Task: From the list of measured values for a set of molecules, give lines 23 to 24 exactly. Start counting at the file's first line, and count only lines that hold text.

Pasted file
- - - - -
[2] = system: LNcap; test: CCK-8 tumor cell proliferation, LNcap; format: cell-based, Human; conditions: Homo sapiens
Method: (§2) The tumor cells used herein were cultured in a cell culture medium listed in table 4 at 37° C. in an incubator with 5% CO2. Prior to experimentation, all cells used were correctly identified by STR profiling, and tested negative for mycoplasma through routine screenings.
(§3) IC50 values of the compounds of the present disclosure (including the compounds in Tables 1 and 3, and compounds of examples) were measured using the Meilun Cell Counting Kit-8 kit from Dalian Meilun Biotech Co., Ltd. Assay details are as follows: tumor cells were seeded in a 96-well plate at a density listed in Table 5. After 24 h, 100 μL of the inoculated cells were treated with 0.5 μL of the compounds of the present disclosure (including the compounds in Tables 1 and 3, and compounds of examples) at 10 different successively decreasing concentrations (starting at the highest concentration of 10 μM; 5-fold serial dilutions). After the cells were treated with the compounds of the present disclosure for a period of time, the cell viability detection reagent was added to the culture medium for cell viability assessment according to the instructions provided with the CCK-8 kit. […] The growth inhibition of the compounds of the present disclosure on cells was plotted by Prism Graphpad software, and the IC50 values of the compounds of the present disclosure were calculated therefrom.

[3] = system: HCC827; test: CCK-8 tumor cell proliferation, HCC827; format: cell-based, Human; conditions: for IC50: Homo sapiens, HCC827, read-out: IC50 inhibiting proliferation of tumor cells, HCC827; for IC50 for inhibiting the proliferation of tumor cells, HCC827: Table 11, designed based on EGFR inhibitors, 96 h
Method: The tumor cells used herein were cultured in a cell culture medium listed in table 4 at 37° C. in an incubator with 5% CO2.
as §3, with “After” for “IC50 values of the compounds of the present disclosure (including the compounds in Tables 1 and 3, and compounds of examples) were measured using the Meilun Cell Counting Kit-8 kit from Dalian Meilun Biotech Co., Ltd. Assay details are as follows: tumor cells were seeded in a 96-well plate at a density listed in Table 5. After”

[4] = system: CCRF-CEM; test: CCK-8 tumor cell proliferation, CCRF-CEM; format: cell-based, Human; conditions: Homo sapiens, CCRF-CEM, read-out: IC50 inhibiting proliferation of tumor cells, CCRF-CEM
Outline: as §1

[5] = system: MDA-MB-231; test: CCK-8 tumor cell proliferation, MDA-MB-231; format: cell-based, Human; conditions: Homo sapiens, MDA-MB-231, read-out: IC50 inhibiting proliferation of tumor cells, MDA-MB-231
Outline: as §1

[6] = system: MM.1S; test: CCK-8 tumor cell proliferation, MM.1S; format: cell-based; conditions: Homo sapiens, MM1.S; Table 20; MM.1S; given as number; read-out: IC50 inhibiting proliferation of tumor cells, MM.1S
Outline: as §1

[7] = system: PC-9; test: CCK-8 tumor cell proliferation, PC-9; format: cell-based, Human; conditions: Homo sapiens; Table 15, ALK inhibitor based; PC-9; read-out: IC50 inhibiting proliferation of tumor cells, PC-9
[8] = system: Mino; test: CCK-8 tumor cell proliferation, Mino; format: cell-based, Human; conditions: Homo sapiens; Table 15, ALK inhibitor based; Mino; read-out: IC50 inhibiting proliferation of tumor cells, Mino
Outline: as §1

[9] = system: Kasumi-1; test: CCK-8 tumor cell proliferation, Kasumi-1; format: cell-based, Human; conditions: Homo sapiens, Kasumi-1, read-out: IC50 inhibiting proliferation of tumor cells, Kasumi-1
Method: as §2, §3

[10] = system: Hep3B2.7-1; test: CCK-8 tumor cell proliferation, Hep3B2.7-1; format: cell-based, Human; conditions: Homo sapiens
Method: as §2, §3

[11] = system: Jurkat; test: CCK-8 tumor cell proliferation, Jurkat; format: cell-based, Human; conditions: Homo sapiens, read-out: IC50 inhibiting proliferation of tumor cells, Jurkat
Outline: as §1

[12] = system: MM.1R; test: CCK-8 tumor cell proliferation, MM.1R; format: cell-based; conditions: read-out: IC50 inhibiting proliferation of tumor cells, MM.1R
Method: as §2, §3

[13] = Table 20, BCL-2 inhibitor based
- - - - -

Method: as §2, §3

[13] = Table 20, BCL-2 inhibitor based